Martha Argerich and Armenian-American pianist Sergei Babayan They walked out onto the stage hand in hand and he kissed her forehead. The affective connection between the two was immediately perceived at the fifth concert of the Argerich Festival at the Teatro Colón and was projected in the music.
Each sat on a piano: Martha, with the tail of her piano to the left; Babayan’s to the right, and forward. The arrangement favored a stereo sound and enhanced the sound effects that the pianist created in each of his vivid transcriptions of Sergei Prokofiev’s orchestral music.
Except the Sonata by Mozart for two pianos, the rest of the program was made up of transcriptions by the Russian composer, a genre that had its peak in the 19th century but has managed to survive today.
The piano duo between Martha Argerich and Sergei Babayan. Photo Arnaldo Colombaroli/Colón Theater
Armenian-American pianist goes beyond the recreation of the musical content of the original workestablishes a more than interesting dialogue of music on music: a reconstruction in piano terms of Prokofiev’s orchestral music that recreates a thick sound, takes advantage of the theatricality of certain instrumental passages and allows the piano to appropriate the sounds of an orchestra.
Babayan’s musical fantasy has the language of piano idiosyncrasy, his superlative, but above all, is inspired by the resources that piano magician Argerich can provide: variety of tones-colors and massive effects, very wide dynamic ranges, a powerful stroke but with a light and flexible touch.
The night began without delay with the powerful chords of the Prologue to Romeo and Juliet, Op. 64, Suite in twelve movements. The pianist’s transcript preserves some of the movements Prokofiev arranged in his Op. 75, but does not follow the order of the full scorenor of the orchestral suites or solo piano suites that the Russian composer created later.
An aerial shot of a piano duet between Martha Argerich and Sergei Babayan. Photo Arnaldo Colombaroli/Colón Theater
Babayan’s twelve-movement set has own dramatic structurewith an interesting expansion of the sound palette for two pianos.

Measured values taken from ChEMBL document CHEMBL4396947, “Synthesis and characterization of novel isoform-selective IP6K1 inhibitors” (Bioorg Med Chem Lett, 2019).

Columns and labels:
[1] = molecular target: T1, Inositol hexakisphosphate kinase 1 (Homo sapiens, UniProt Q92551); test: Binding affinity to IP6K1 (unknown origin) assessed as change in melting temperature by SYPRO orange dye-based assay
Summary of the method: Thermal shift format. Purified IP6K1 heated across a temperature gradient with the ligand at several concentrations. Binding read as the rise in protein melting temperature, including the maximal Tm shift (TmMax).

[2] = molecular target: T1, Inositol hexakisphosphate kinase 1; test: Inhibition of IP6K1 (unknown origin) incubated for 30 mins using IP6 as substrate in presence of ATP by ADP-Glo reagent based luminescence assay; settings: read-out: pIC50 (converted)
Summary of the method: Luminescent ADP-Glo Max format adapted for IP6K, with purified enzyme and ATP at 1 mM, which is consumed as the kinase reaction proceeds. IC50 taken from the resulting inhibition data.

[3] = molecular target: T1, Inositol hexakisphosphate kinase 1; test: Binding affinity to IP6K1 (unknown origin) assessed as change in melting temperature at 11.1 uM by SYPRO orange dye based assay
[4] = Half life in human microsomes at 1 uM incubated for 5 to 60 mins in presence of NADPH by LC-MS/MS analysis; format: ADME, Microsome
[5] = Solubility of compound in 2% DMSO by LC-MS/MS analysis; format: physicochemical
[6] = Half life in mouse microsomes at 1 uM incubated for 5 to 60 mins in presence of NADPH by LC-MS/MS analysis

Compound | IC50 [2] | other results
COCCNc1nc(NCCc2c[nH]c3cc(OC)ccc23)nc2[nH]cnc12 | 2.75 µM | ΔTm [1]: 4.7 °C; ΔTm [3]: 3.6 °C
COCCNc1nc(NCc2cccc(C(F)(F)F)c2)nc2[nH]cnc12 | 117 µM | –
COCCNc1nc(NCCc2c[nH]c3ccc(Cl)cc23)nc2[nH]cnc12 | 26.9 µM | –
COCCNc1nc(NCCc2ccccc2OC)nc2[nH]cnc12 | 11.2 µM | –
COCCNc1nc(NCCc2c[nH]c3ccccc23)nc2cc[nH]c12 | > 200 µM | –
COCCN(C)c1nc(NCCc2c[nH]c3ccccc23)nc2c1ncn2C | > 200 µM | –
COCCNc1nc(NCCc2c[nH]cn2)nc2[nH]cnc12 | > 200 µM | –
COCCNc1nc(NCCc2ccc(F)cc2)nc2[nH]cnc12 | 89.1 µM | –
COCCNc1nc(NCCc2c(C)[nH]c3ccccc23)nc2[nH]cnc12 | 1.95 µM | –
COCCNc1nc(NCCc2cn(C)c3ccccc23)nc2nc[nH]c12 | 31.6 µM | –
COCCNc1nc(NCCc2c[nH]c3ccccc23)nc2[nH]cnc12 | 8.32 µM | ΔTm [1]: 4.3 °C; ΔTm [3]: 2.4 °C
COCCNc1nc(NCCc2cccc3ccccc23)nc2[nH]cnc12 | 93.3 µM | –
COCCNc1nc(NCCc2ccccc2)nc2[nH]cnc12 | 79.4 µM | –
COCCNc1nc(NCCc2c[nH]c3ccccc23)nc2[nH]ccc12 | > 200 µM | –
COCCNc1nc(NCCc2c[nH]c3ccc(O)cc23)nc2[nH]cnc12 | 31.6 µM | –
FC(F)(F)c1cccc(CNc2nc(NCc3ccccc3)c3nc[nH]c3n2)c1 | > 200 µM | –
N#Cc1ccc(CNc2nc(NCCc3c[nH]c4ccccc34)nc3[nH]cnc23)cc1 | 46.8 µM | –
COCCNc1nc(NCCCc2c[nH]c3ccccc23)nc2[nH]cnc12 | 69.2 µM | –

In the Foreword and the Tybalt’s deathfinal number of the work, lThe performance emphasized the ferocity of the music. But there was also the most exquisite contrast in the delicate passages of the enchanting Gavotte either morning serenade, which sounded subtle and charming. The articulations couldn’t have been more synchronous and crisp.
Intense and moving sounded the farewell of lovers, Romeo and Juliet before leaving, the emotional climax of the Suite.
Synergy and naturalness between two virtuosos
Not since the duet with Nelson Freire has such an intense synergy been heard between Argerich and another pianist. Everything flows between them with amazing naturalness.
After a long interval – it took time to adjust Babayan’s piano which sounded out of tune, particularly in the high register, but managed to improve a bit after technical intervention – the duo returned to the stage and played, maintaining the same positions in the pianos, the Sonata K448 from Mozart.
Without the help of sight, hard to tell which pianist was playing whichthe exchange was so fluid between the two, with such an even balance and equilibrium, as if it were an intimate conversation between friends.
Martha Argerich, the notable Argentine pianist. Photo Arnaldo Colombaroli/Colón Theater
The duo changed positions and Argerich took the first part in the incidental music for Hamlet Y Eugene Onegin, the queen of spades and the opera War and peaceall written by Prokofiev in the late 1930s and early 1940s.
The pianist achieved in his vibrant transcription of the father’s ghost of Hamlet a disturbing thick sonority that gave the sombre tone of the work (the page turner brought his own tension to the work by turning the pages at the wrong time).
Sergei Babayan is part of the Argerich Festival. Photo Arnaldo Colombaroli/Colón Theater
In the rhythms of the various dance movements that complete the program –Mazurka Y Polka of the incidental music of Eugene Onegin, the Polonaise of the queen of spades or Waltz No. 2 from Pushkin’s Two Waltzes—the duet’s rhythmic drive at times maintained a floating tempo with an extraordinary swing.
the waltz of War and peace it sounded awesome like the haunting idea fixe (fixed idea) of the queen of spades. The particular connection between the two was from end to end throughout the concert.
After thunderous applause and cheers, as if the duo hadn’t given it their all, he returned with the Barcarolle from Rachmaninov’s Suite No. 1 Op. 15, and continued to make magic.
Argerich Festival: Piano Duo
interpreters: Martha Argerich and Sergei Babayan Repertoire: Selection of works by Sergei Prokofiev (transcriptions by Sergei Babayan) and Sonata for two pianos in D major, K488 from Mozart Theater: Columbus, Tuesday August 16
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Reference from clarin www.clarin.com